Mere hours after I had scoured Toshiba’s website for pinouts, I found that engineer and Xbox hacker extraordinaire Andrew “bunnie” Huang had received and disassembled a new Zune (as I noted on MacUser). Looking at his pictures, you’ll note that the Zune uses a new Toshiba ZIF hard drive, just like Apple’s 5th Gen iPods. No surprise there. The drives are reliable and small enough to accomodate most handheld players. However, the ribbon cable Microsoft uses appears to be the exact piece required to adapt the YEC adapter to the Toshiba ZIF hard drives:

Zune Logic board

Gathering all the pices to assemble a Toshiba ZIF adapter looks to be quite costly at the moment — $120 for the board (which is nothing more than a few cheap components) plus $249 for a Zune. My hope is that I can find a broken one on eBay to scavenge for parts. Unless I find a better alternative in the meantime, I think I may be forced to wait for YEC’s ribbon cable to be made available. I’ll keep this post updated with any future findings.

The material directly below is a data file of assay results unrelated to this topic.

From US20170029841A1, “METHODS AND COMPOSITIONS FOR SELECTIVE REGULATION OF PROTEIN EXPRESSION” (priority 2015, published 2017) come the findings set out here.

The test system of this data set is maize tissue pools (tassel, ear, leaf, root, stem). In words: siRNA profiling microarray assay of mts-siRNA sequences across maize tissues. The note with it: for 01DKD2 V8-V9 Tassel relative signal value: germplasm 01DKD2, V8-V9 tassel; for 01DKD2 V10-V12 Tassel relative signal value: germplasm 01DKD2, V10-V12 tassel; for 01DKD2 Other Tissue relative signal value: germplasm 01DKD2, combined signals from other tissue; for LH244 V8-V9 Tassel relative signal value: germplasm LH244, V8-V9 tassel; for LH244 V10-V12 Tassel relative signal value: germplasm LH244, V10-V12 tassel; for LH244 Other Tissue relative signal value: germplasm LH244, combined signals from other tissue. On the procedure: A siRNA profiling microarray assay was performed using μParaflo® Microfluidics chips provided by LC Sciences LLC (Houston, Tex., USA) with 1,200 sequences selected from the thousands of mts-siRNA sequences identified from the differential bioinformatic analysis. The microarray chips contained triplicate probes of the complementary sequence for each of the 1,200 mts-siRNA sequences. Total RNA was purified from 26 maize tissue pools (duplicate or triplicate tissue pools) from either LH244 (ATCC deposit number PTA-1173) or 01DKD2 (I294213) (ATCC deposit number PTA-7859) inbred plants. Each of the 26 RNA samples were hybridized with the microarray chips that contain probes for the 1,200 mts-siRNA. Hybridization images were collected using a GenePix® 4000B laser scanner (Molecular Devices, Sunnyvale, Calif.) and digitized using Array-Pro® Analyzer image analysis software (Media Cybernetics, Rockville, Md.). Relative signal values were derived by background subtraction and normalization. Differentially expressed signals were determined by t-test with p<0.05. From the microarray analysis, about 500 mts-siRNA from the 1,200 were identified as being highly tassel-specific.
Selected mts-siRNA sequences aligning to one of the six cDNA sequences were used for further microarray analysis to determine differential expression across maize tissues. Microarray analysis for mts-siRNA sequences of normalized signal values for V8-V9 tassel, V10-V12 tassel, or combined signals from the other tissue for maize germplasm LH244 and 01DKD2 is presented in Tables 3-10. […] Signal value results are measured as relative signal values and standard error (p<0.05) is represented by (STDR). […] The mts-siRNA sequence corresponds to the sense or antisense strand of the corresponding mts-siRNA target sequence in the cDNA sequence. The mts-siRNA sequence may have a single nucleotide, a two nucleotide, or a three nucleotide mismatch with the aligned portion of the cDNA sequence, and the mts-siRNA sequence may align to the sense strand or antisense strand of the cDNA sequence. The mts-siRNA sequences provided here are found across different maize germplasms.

(I also feel compelled to make a note of bunnie’s book, Hacking the Xbox, an affordable and incredibly detailed look at the work that went into reverse engineering all the security mechanisms of the original Xbox. If you’re interested in reverse engineering and want to get a feel for what it takes, or are curious exactly how the Xbox was cracked, check it out.)

12/30/2006 Update
The folks at Addonics replied to my email and reported that they will offer a 1.8″ ZIF to IDE adapter in January 2007, so be sure to look for one very soon.

3/11/2007 Update
The adapter from Span works, but it still a little pricey, and — like the iPod 5G itself — fragile. It gets the job done, though. I’ve yet to try a Zune hard drive cable with it, as the included cable is a little thick for Toshiba drives. For interested hardware hackers, here’s a very high res image of the Zune hard drive cable I scanned (about 1.1MB in size).
Zune Hard Drive cable

iPod 5G Hard Drives